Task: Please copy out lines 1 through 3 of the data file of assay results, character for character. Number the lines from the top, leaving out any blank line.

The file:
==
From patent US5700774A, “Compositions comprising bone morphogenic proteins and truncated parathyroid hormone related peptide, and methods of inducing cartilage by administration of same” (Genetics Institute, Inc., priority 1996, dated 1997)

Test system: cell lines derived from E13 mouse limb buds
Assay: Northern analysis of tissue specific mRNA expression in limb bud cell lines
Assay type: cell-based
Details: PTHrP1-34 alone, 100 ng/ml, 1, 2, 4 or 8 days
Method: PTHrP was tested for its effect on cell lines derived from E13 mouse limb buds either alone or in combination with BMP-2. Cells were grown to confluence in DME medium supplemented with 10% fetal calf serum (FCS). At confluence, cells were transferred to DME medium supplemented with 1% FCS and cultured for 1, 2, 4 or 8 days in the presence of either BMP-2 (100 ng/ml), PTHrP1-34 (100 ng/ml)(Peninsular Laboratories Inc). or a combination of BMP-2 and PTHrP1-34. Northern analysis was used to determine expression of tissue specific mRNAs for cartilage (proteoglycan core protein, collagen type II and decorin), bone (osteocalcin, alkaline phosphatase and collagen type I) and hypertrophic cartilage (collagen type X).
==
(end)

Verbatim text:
From patent US5700774A, “Compositions comprising bone morphogenic proteins and truncated parathyroid hormone related peptide, and methods of inducing cartilage by administration of same” (Genetics Institute, Inc., priority 1996, dated 1997)

Test system: cell lines derived from E13 mouse limb buds
Assay: Northern analysis of tissue specific mRNA expression in limb bud cell lines